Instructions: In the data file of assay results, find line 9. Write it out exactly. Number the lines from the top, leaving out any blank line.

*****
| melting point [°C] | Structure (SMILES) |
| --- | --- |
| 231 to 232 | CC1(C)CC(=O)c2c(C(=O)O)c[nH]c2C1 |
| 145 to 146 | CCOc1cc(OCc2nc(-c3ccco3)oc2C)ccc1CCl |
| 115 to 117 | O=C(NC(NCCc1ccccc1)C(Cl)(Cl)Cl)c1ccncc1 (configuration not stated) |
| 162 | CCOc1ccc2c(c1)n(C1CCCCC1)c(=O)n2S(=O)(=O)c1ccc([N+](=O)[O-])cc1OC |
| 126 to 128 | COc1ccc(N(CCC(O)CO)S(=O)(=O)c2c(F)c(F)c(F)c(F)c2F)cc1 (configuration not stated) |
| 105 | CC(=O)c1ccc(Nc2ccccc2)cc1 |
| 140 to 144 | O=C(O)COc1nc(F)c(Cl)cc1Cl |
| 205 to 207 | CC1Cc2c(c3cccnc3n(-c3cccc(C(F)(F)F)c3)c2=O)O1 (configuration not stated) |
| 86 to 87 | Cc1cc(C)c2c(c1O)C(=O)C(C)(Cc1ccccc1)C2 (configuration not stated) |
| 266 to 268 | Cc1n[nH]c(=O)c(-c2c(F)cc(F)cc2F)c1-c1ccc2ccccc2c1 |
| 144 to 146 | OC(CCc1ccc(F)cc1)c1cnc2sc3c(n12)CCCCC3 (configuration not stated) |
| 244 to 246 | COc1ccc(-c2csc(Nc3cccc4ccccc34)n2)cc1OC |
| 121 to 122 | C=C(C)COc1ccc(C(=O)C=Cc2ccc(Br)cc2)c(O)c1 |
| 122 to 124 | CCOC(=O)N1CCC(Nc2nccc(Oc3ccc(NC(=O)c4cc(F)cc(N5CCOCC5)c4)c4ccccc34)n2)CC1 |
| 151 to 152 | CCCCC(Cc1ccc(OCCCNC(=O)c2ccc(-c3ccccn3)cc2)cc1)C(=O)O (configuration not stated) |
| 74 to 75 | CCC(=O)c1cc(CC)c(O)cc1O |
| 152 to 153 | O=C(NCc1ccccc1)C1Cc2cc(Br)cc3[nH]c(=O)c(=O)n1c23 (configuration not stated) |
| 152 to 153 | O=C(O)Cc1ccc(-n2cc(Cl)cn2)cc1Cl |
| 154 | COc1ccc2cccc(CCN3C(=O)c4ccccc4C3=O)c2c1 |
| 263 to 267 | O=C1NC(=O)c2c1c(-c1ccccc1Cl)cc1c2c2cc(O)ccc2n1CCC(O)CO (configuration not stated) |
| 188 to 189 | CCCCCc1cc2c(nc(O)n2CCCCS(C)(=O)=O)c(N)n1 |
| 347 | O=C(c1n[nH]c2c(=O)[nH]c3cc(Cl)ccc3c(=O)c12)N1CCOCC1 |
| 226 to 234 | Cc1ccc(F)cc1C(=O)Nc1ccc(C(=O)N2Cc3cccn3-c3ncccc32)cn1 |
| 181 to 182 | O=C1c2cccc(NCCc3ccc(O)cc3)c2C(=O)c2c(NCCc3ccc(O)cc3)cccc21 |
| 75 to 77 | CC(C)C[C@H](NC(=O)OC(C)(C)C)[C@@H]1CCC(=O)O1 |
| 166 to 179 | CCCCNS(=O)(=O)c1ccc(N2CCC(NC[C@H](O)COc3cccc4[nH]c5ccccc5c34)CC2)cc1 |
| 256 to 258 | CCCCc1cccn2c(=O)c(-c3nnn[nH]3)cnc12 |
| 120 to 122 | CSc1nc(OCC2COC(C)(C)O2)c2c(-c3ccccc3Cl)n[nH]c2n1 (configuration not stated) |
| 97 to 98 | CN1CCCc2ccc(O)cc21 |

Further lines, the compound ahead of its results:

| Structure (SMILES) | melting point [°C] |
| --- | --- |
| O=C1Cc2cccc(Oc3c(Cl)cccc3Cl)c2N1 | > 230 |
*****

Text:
| 140 to 144 | O=C(O)COc1nc(F)c(Cl)cc1Cl |